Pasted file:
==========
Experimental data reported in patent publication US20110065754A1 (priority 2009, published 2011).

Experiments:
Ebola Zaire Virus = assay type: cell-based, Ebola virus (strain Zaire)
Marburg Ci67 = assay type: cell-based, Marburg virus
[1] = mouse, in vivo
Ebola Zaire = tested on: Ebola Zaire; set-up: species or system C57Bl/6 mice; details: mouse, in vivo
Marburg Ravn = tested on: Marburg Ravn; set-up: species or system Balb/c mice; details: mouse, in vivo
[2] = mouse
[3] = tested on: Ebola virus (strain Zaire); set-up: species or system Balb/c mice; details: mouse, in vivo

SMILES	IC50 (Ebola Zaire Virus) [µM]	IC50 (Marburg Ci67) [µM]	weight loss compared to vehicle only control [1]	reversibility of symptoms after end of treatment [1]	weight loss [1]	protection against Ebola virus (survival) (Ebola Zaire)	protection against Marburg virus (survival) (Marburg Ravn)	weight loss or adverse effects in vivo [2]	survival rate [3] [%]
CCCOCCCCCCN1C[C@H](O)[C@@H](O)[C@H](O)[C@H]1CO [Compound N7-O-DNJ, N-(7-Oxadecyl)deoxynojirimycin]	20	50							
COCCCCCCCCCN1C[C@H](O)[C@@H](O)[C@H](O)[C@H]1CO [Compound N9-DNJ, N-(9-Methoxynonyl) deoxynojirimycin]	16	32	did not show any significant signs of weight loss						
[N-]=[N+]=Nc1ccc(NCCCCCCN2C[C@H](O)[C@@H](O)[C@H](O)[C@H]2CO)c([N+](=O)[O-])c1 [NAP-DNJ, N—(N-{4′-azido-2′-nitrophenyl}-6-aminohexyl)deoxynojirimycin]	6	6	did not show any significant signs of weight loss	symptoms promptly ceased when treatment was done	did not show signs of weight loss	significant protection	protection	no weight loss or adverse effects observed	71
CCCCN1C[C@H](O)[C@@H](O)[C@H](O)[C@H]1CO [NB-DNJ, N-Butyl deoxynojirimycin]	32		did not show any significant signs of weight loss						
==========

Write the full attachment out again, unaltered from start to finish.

Experimental data reported in patent publication US20110065754A1 (priority 2009, published 2011).

Experiments:
Ebola Zaire Virus = assay type: cell-based, Ebola virus (strain Zaire)
Marburg Ci67 = assay type: cell-based, Marburg virus
[1] = mouse, in vivo
Ebola Zaire = tested on: Ebola Zaire; set-up: species or system C57Bl/6 mice; details: mouse, in vivo
Marburg Ravn = tested on: Marburg Ravn; set-up: species or system Balb/c mice; details: mouse, in vivo
[2] = mouse
[3] = tested on: Ebola virus (strain Zaire); set-up: species or system Balb/c mice; details: mouse, in vivo

SMILES	IC50 (Ebola Zaire Virus) [µM]	IC50 (Marburg Ci67) [µM]	weight loss compared to vehicle only control [1]	reversibility of symptoms after end of treatment [1]	weight loss [1]	protection against Ebola virus (survival) (Ebola Zaire)	protection against Marburg virus (survival) (Marburg Ravn)	weight loss or adverse effects in vivo [2]	survival rate [3] [%]
CCCOCCCCCCN1C[C@H](O)[C@@H](O)[C@H](O)[C@H]1CO [Compound N7-O-DNJ, N-(7-Oxadecyl)deoxynojirimycin]	20	50							
COCCCCCCCCCN1C[C@H](O)[C@@H](O)[C@H](O)[C@H]1CO [Compound N9-DNJ, N-(9-Methoxynonyl) deoxynojirimycin]	16	32	did not show any significant signs of weight loss						
[N-]=[N+]=Nc1ccc(NCCCCCCN2C[C@H](O)[C@@H](O)[C@H](O)[C@H]2CO)c([N+](=O)[O-])c1 [NAP-DNJ, N—(N-{4′-azido-2′-nitrophenyl}-6-aminohexyl)deoxynojirimycin]	6	6	did not show any significant signs of weight loss	symptoms promptly ceased when treatment was done	did not show signs of weight loss	significant protection	protection	no weight loss or adverse effects observed	71
CCCCN1C[C@H](O)[C@@H](O)[C@H](O)[C@H]1CO [NB-DNJ, N-Butyl deoxynojirimycin]	32		did not show any significant signs of weight loss						